Kentucky is an interesting field for such investigation because it contains at least three different sets of traditions. The “folkways” of the educated man of Louisville are not exactly those of the white mountaineer or of the uneducated negro.

True, though he’s very un-politically correct in these 1930-ish comments. But it’s in closing the 64-page book that Mr. Markun gets my close attention:

There must be "something in" fortune telling, some of my readers may still believe. Yes, a certain amount of charlatanry and fraud, a large residue of ancient and medieval superstition, a great deal of folly. That a fortune teller may sometimes foretell a future event I do not deny. I have often guessed things that were going to happen, and which actually did happen, myself; and I do not pretend to have mastered the esoteric wisdom of Asia. I have also guessed wrong many times, and the fortune tellers are subject to the same weakness. The great objection to all these methods of prognostication is that they turn us away from science. It sometimes seems that the government meteorologists can tell no more about the coming weather than the almanac makers do. But this is not so, even at present. Besides, meteorology can be improved. Astrology and the other mantic pseudo-sciences remain worthless. We deal in science with cause and effect. Fortune telling keeps us at the mental level of the savages.

Again he shows some attraction to the supposed “esoteric wisdom” that was so popular before we knew that much about what those parts of our world really have added to our understanding. I have to wonder if he ever did a Little Blue Book on acupuncture…



Guru Maharishi Mahesh Yogi who is believed to have been 91 years of age, died in his sleep at his home in the Netherlands. I note that the news items on this event start out – as might be expected – by providing what they see as the primary point of interest about this man, that he was credited with introducing the Beatles and other “stars” to ancient Hindu meditation methods.

Well, he – and his multi-million-dollar kingdom of sycophants – also caused the death of my friend Doug Henning, who dedicated himself to the Transcendental Meditation notion so deeply that he abandoned regular medical treatment for liver cancer, continued to pursue his diet of nuts and berries, and died of the disease.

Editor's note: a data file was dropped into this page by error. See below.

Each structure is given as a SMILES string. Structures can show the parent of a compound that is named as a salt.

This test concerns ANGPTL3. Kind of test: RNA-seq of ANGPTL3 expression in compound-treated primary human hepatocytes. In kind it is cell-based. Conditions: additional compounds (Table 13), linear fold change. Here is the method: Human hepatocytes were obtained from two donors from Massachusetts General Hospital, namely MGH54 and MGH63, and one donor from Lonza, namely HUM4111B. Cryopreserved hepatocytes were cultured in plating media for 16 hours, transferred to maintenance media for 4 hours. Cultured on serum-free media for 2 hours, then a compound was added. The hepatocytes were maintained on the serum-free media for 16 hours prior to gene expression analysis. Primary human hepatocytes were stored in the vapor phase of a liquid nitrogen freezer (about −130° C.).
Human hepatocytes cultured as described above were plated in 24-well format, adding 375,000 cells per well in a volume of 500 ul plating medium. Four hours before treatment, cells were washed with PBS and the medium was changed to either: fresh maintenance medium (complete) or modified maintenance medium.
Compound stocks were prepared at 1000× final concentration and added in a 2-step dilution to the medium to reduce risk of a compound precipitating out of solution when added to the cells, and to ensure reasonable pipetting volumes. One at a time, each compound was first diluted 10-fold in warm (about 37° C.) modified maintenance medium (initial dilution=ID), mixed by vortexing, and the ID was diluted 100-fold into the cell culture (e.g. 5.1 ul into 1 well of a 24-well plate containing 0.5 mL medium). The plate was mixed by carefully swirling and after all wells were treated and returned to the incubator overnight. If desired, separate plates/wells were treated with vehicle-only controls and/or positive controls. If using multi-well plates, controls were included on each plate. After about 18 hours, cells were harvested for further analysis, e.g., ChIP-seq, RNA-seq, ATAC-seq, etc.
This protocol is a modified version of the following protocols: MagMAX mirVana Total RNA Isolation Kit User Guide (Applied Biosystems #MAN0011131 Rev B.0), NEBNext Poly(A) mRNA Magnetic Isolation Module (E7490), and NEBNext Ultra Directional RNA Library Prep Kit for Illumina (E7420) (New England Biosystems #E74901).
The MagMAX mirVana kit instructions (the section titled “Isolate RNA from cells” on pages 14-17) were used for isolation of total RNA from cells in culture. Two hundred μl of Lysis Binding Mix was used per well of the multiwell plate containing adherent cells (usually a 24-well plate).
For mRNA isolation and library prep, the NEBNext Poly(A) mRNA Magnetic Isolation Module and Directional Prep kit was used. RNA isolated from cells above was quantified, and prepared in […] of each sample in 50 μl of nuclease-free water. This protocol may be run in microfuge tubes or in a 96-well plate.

While I believe that the Maharishi had the best of intentions when he began in 1959, it seems evident that his organization was taken over by the management he allowed to move in, and they literally took it from his control. See

I seem to recall that this man had hinted at immortality as a result of following his teachings.



Here you see a photo taken at Alice Cooper’s 60th birthday party. That’s artist Jose Alvarez, Coop, and moi, and I must tell you that we were all vary happy and enjoying the party – though Coop and I tended to register “Welcome to My Nightmare” sorts of expressions. It comes with the territory…

I had the privilege of touring with Alice for 90 days in 1973, chopping of his head nightly with a monstrous guillotine. It never seemed to work, however, since he was always back the next day. I met – for the first time – Cheech Marin, of Cheech & Chong fame – and renewed memories with my friends of the Alive Enterprises bunch. A wonderful, sober, heartwarming get-together celebrating the 60th revolution about the Sun of planet Earth since The Coop first saw the world. His lovely mom, looking fine and hale, recalled the first night she’d ever actually seen her kid’s show on stage. It was in Phoenix, his home town, and perhaps thinking that I was the most sober of all the crew, Alice asked me to please sit with the lady – while I was offstage not playing the Mad Dentist or Executioner – to take the edge off the first exposure to his performance by holding her hand. She was horrified, turning to me and asking, “Why is he dressed like that?” and “Why is he so angry?” – but she soon warmed up when I reminded her, for the 20th time, “It’s only an act, m’am.”

A great experience, with much hugging and laughs. Thank you, Coop…


I’m just now packing for two trips this week, one being to Germany. Please forgive the truncated SWIFT; there just was not enough time to prepare more material. I’ll have a report for you next week on what wonders transpired.